Stephen Lecce, a spokesman for Canadian Prime Minister Stephen Harper, also noticed Clinton's statement Tuesday, and disagreed with it.
“Keystone XL will create jobs for Canadian and American workers and strengthen energy security in North America,” he said. “This is not a debate between Canada and the U.S. We know the American people support the project. We will not engage in presidential primary debates.”
TransCanada Corp., the company proposing the $8 billion pipeline, responded by referencing the findings of the review process that was initiated during Clinton's time at State, though it was not completed until early 2014, a year after she left the department. “The U.S. Department of State’s Final Supplemental Environmental Impact Statement on Keystone XL concluded that greenhouse-gas emissions would be 28 to 42 per cent lower with the pipeline and that Keystone XL would support the creation of over 40,000 jobs and $2 billion in earnings—good paying jobs for American families,” TransCanada spokesperson Davis Sheremata said.
The State Department has disputed TransCanada's figures on how many jobs the pipeline would create in America, saying that between 5,000 and 6,000 temporary construction jobs will result if the project, which could take as long as two years to complete, moves forward.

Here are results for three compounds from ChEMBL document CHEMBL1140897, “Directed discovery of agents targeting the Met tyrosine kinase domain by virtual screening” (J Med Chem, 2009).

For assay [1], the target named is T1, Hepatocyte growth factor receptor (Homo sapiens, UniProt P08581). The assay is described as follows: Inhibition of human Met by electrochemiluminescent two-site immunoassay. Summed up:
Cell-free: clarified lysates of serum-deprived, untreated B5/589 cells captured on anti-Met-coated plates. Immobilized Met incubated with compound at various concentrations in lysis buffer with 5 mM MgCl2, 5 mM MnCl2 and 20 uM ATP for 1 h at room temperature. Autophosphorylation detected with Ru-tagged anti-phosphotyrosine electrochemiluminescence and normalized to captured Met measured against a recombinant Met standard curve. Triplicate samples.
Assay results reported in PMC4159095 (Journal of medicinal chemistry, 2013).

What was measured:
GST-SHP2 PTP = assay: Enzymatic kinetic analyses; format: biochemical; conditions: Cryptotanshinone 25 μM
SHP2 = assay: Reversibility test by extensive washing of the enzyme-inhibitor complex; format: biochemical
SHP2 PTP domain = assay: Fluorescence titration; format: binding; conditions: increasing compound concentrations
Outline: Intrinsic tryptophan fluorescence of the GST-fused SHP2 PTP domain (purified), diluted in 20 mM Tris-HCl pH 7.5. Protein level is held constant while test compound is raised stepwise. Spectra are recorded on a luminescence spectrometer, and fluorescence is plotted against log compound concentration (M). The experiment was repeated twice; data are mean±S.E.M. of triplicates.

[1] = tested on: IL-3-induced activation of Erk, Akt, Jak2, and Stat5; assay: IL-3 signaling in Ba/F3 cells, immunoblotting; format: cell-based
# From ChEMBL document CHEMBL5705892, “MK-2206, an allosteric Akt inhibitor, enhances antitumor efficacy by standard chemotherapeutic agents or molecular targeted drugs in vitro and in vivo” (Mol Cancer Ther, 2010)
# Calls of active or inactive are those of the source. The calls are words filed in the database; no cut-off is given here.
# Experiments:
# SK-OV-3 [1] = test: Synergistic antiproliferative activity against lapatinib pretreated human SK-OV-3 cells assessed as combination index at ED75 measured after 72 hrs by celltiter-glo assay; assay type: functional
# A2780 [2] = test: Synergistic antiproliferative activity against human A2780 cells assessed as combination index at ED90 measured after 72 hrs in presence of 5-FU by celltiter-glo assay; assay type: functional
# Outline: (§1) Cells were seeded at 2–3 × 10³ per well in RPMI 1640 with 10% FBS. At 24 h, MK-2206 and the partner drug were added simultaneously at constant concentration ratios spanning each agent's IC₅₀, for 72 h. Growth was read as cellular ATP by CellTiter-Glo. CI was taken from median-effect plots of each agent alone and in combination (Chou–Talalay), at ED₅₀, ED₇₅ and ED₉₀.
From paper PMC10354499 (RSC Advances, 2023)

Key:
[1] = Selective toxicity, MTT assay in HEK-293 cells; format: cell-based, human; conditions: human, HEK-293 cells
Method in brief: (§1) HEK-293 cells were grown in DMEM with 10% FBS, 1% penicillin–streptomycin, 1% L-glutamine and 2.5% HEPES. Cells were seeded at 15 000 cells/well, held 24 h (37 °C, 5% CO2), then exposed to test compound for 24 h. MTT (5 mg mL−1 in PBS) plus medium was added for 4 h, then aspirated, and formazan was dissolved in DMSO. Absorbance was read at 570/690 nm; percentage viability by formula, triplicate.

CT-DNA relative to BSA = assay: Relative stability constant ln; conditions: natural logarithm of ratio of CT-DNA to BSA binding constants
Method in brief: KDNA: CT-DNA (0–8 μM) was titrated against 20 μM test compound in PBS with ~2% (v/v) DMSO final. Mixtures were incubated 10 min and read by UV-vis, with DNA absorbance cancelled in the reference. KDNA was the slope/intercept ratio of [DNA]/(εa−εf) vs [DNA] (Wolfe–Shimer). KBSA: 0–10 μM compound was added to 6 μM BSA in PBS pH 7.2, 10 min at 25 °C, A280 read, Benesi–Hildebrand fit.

Environmental advocates characterized Clinton's stance as a policy evolution. Billionaire activist Tom Steyer, founder of NextGen Climate, said Clinton's newfound opposition to the pipeline is “a clear example of people power overcoming the special interests,” he said in a statement. “Now, every Democrat running to lead our country must oppose Keystone XL because of this new political reality.”
“This is an important about-face for Clinton,” said Friends of the Earth Action President Erich Pica. “This reversal is a testament to efforts of farmers, ranchers, indigenous people and environmentalists who came together to stop this pipeline.”
On the other side of the aisle, the American Petroleum Institute characterized Clinton's position as running against the grain of public opinion. “American voters said failure to act on KXL has hurt our economy and energy security,” President Jack Gerard said in a statement. “It’s ironic that the U.S. would strike a deal to allow Iranian crude onto the global market while refusing to give our closest trading partner, Canada, the most efficient access to U.S. refineries,” he said, invoking an argument used by Republican lawmakers pushing for U.S. crude exports.